Presentation on theme: "Population Density The number of organisms per unit area."— Presentation transcript:
Population Density The number of organisms per unit area
United States or New York City? Which has a higher population size? Which has a higher population density?
3 Types of Dispersion Fig. 4.2 Uniform Clumped Random
What type of dispersion….? White-tailed deer? Black bear? Bison? Mountain lions? Seeds dispersed by wind? Caribou?
What is a limiting factor?
Density-dependent limiting factors a) Affect large, dense populations more than smaller, less- crowded populations Depends on density
Density-dependent limiting factors i. Predation: Fig. 4.5 Wolves & Moose on Isle Royale
Isle Royale In addition to the predator/prey relationship, the moose and wolf population were affected by: The amount of food for the mouse Disease among the wolf population
THE PREY ALWAYS INCREASES FIRST. Predator - Prey
Density-dependent limiting factors ii. Disease & Parasites: Easily spread in large, dense populations
Density-dependent limiting factors iii. Competition: Fig. 4.6 - Compete for available resources Food, water, space
iv. Crowding & Stress: The higher population density, the more crowding and stress on individual organisms
Density-independent factors a) The density of the population DOES NOT MATTER b) It doesnt matter if the population is 5 or 5,000, they will be affected
Density-independent factors i. Hot/Cold Weather ii. Fires iii. Floods/Hurricanes/Tornadoes iv. Human Activities – toxic waste spills, pesticides, deforestation
Population Growth Rate How fast a population grows It depends on 4 major factors
Population Growth Rate a) Natality = birthrate b) Mortality = death rate
Population Growth Rate c) Emigration – exit or leaving population d) Immigration – in or moving into a population
Population Growth Rate Population growth = Natality – Mortality + Immigration - Emigration
If natality is 10, mortality is 6, immigration is 3, and emigration is 2…… 1. What is the net effect on the population size? 2. If the original population consisted of 10 individuals, what is the new population size?
Population Growth Rate If birth rate > death rate The population will….. If birth rate < death rate The population will….
Exponential Growth (J–shaped curve) a) If ideal conditions (have everything!) continue, the population will continue to grow rapidly b) Doubling and re-doubling a) 1, 2, 3, 8, 16, 32, 64, 128…….. c) Does NOT last long in nature – WHY?
Exponential Growth (J–shaped curve) d) This is current human population growth worldwide How long can it last? Discuss e) Draw graph *Industrial revolution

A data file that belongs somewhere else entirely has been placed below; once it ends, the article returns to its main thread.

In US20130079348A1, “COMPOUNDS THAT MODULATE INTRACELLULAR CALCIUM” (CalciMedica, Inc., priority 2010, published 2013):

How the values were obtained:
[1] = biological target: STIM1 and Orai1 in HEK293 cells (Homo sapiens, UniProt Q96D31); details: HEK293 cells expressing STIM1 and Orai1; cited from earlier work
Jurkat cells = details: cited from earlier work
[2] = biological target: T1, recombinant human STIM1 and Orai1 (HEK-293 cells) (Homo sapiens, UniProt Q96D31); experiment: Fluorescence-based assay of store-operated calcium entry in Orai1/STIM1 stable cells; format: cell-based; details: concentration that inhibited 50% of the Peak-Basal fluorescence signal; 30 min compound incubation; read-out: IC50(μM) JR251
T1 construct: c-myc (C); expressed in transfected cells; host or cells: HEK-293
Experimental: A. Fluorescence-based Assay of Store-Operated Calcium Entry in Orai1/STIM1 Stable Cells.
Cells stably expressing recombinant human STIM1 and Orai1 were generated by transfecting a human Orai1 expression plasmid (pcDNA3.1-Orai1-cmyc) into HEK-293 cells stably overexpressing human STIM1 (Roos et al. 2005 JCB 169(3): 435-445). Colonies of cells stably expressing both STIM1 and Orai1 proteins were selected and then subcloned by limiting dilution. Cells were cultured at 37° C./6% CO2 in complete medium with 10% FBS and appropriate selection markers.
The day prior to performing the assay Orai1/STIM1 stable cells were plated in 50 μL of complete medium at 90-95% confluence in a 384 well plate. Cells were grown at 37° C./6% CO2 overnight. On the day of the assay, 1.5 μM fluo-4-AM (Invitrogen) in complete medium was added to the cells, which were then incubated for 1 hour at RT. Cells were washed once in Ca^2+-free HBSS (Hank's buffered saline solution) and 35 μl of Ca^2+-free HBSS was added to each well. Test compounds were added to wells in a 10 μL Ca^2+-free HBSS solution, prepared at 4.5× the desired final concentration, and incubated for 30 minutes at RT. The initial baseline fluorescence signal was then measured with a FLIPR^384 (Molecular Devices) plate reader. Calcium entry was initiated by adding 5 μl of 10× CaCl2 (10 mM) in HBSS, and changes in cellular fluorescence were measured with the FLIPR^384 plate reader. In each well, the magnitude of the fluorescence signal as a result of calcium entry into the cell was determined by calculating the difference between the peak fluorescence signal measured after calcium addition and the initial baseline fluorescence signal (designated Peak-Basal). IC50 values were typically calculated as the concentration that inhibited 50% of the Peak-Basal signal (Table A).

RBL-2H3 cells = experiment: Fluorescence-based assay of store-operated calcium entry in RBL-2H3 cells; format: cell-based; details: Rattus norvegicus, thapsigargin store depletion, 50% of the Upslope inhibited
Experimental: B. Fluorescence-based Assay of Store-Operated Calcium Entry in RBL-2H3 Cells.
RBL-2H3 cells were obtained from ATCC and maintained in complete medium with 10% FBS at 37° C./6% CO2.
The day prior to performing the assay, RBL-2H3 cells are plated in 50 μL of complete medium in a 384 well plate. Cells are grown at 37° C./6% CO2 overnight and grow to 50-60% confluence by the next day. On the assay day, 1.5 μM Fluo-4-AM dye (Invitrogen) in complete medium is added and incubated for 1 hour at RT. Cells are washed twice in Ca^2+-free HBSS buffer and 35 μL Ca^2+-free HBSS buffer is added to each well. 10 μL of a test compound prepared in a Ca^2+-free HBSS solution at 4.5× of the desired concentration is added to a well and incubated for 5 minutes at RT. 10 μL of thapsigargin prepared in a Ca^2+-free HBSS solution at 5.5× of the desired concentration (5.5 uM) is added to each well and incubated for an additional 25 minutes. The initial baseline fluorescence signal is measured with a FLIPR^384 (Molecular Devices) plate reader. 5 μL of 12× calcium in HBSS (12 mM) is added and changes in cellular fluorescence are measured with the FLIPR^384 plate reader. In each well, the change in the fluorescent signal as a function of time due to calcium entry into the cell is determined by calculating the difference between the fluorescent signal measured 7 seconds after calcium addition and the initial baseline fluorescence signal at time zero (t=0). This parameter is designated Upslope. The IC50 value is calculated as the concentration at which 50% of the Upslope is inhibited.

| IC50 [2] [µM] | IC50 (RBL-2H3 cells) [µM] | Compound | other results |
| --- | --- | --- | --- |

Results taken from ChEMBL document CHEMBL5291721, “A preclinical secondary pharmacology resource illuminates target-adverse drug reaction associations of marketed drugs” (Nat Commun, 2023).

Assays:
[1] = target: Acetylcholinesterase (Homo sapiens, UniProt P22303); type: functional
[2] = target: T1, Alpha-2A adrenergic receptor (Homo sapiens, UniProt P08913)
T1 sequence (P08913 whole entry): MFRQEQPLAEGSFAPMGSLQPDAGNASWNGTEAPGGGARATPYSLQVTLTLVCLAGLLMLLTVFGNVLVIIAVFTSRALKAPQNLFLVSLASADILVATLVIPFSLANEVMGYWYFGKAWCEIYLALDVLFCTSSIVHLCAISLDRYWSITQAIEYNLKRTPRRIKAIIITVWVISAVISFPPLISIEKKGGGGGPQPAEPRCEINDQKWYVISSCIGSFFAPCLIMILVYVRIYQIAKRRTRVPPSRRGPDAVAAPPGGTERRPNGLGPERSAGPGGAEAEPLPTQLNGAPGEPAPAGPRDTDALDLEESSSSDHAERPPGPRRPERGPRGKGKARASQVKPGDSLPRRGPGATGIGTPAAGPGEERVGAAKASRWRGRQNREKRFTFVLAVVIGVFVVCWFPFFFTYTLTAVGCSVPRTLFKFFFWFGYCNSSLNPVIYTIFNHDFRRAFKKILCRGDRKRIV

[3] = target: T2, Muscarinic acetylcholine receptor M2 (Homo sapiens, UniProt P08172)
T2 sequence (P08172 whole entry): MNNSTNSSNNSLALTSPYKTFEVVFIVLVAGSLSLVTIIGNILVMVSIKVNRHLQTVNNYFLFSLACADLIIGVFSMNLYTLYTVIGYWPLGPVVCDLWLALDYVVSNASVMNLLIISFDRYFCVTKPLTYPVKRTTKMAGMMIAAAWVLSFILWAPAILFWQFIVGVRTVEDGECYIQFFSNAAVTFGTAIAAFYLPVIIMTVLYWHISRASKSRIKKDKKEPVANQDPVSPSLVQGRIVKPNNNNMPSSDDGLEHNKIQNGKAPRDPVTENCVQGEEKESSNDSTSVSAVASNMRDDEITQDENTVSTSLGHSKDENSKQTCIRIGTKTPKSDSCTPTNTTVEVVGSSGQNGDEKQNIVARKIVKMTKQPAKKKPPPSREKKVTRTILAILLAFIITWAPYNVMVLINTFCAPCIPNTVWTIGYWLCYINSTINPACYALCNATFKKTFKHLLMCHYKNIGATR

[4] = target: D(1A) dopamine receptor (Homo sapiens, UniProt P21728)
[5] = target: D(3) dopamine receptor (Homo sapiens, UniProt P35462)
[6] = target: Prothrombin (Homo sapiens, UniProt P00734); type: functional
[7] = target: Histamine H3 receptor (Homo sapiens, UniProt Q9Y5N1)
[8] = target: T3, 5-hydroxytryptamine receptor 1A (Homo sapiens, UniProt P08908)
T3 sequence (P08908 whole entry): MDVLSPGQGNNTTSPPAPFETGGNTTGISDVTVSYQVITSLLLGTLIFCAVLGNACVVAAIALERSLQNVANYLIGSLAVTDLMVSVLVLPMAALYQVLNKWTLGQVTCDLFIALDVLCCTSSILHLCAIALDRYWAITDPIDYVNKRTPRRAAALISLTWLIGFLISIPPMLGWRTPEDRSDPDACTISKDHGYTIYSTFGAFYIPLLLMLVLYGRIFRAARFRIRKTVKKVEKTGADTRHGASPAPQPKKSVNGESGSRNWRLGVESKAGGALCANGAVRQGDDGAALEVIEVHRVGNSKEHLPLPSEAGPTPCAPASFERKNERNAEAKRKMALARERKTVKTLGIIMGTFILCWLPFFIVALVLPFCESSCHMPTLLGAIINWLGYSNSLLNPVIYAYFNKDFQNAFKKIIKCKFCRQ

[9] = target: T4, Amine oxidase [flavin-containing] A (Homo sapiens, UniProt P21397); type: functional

Boom and Bust a) As ideal conditions continue, population grows exponentially until it reaches a peak size (boom) and then crashes (bust) b) Ex: Rabbit population c) Draw graphs
Yeast Population Growth
Logistic Growth (S-shaped curve) a) Exponential growth at first, eventually the population size levels off as the growth rate slows down b) Carrying capacity: Largest number of individuals that the environment can support
Logistic Growth (S-shaped curve) c) Draw graph d) Things that prevent the population from getting too big: c) Lack of food or water d) Home/shelter availability
Reproductive Patterns r-strategy: rate strategy Generally are small Short life spans Produce many offspring rat, fruit fly, locusts (Fig. 4.9)
Reproductive Patterns k-strategy: carrying capacity strategy Larger organisms, long life span Produces few offspring –better chance of survival Take care of the offspring, usually for a long time Kangaroo, elephant
Demography The study of human population size, density, distribution, movement, and birth and death rates
Demographic Transition A change in a population from high birth and death rates to low birth and death rates (Read pg 102)
Demographic Transition Stage 1: birth rate & death rate Stage 2: birth rate & death rate Stage 3: birth rate & death rate Stage 4: birth rate & death rate Discuss & answer questions on Notes handout
Zero Population Growth Birth rate = Death rate
Age-Structure Diagram # of males & females in 3 age groups: Pre-reproductive stage Reproductive stage Post-reproductive stage
Age-Structure Diagrams Fig. 4.14 – predict future population sizes… Pyramid shaped (pre-reproductive larger) Smaller at the bottom (pre-reproductive #s smaller)
Education & Demographic Transition 1. What does the first graph tell us? 2. What does the second graph tell us? 3. What is a key factor in reducing the overall worldwide population growth?